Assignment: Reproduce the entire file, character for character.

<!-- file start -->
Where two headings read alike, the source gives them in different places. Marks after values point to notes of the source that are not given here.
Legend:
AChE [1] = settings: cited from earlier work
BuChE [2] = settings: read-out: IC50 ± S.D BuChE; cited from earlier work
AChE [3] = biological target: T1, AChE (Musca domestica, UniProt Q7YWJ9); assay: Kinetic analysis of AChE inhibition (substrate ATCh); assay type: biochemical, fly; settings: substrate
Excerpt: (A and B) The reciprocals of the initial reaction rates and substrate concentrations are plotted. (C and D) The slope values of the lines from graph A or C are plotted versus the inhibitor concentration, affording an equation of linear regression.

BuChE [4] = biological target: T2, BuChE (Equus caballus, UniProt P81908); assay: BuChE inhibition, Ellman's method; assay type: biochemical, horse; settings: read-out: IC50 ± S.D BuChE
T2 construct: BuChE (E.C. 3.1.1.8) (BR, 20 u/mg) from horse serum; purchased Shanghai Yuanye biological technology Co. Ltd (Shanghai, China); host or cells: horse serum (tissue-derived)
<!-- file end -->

Where two headings read alike, the source gives them in different places. Marks after values point to notes of the source that are not given here.
Legend:
AChE [1] = settings: cited from earlier work
BuChE [2] = settings: read-out: IC50 ± S.D BuChE; cited from earlier work
AChE [3] = biological target: T1, AChE (Musca domestica, UniProt Q7YWJ9); assay: Kinetic analysis of AChE inhibition (substrate ATCh); assay type: biochemical, fly; settings: substrate
Excerpt: (A and B) The reciprocals of the initial reaction rates and substrate concentrations are plotted. (C and D) The slope values of the lines from graph A or C are plotted versus the inhibitor concentration, affording an equation of linear regression.

BuChE [4] = biological target: T2, BuChE (Equus caballus, UniProt P81908); assay: BuChE inhibition, Ellman's method; assay type: biochemical, horse; settings: read-out: IC50 ± S.D BuChE
T2 construct: BuChE (E.C. 3.1.1.8) (BR, 20 u/mg) from horse serum; purchased Shanghai Yuanye biological technology Co. Ltd (Shanghai, China); host or cells: horse serum (tissue-derived)